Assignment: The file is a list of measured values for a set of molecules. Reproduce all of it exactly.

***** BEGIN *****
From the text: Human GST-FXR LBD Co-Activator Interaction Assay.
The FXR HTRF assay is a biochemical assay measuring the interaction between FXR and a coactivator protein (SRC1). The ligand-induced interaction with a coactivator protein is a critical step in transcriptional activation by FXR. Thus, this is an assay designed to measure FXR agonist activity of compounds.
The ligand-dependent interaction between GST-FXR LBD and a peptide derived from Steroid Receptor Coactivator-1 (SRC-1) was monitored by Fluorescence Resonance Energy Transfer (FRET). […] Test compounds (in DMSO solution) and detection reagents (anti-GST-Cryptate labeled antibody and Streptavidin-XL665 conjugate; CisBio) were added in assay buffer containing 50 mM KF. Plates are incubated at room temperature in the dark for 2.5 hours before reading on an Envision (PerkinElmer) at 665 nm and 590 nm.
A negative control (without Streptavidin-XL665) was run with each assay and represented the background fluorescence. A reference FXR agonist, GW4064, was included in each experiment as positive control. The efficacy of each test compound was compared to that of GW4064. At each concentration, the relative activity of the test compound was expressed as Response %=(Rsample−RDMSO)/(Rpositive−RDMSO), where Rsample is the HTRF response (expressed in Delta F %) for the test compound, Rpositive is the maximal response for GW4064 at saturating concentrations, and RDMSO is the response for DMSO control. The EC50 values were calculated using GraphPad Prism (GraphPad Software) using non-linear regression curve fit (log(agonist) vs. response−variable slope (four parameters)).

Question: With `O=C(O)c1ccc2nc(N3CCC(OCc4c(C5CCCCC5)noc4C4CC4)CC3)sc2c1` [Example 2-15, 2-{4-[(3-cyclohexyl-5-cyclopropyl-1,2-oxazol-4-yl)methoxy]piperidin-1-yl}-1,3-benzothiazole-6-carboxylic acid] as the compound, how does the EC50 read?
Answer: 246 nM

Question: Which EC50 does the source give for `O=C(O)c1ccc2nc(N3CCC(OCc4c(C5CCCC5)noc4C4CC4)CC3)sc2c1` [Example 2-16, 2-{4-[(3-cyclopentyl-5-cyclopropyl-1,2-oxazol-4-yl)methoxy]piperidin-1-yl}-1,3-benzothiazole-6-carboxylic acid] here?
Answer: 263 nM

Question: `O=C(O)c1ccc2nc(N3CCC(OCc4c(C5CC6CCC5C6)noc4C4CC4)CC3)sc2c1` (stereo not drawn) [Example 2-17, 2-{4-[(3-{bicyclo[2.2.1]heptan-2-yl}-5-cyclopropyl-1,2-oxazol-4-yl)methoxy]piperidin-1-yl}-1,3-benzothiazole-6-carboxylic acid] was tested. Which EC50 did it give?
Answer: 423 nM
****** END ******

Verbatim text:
From the text: Human GST-FXR LBD Co-Activator Interaction Assay.
The FXR HTRF assay is a biochemical assay measuring the interaction between FXR and a coactivator protein (SRC1). The ligand-induced interaction with a coactivator protein is a critical step in transcriptional activation by FXR. Thus, this is an assay designed to measure FXR agonist activity of compounds.
The ligand-dependent interaction between GST-FXR LBD and a peptide derived from Steroid Receptor Coactivator-1 (SRC-1) was monitored by Fluorescence Resonance Energy Transfer (FRET). […] Test compounds (in DMSO solution) and detection reagents (anti-GST-Cryptate labeled antibody and Streptavidin-XL665 conjugate; CisBio) were added in assay buffer containing 50 mM KF. Plates are incubated at room temperature in the dark for 2.5 hours before reading on an Envision (PerkinElmer) at 665 nm and 590 nm.
A negative control (without Streptavidin-XL665) was run with each assay and represented the background fluorescence. A reference FXR agonist, GW4064, was included in each experiment as positive control. The efficacy of each test compound was compared to that of GW4064. At each concentration, the relative activity of the test compound was expressed as Response %=(Rsample−RDMSO)/(Rpositive−RDMSO), where Rsample is the HTRF response (expressed in Delta F %) for the test compound, Rpositive is the maximal response for GW4064 at saturating concentrations, and RDMSO is the response for DMSO control. The EC50 values were calculated using GraphPad Prism (GraphPad Software) using non-linear regression curve fit (log(agonist) vs. response−variable slope (four parameters)).

Question: With `O=C(O)c1ccc2nc(N3CCC(OCc4c(C5CCCCC5)noc4C4CC4)CC3)sc2c1` [Example 2-15, 2-{4-[(3-cyclohexyl-5-cyclopropyl-1,2-oxazol-4-yl)methoxy]piperidin-1-yl}-1,3-benzothiazole-6-carboxylic acid] as the compound, how does the EC50 read?
Answer: 246 nM

Question: Which EC50 does the source give for `O=C(O)c1ccc2nc(N3CCC(OCc4c(C5CCCC5)noc4C4CC4)CC3)sc2c1` [Example 2-16, 2-{4-[(3-cyclopentyl-5-cyclopropyl-1,2-oxazol-4-yl)methoxy]piperidin-1-yl}-1,3-benzothiazole-6-carboxylic acid] here?
Answer: 263 nM

Question: `O=C(O)c1ccc2nc(N3CCC(OCc4c(C5CC6CCC5C6)noc4C4CC4)CC3)sc2c1` (stereo not drawn) [Example 2-17, 2-{4-[(3-{bicyclo[2.2.1]heptan-2-yl}-5-cyclopropyl-1,2-oxazol-4-yl)methoxy]piperidin-1-yl}-1,3-benzothiazole-6-carboxylic acid] was tested. Which EC50 did it give?
Answer: 423 nM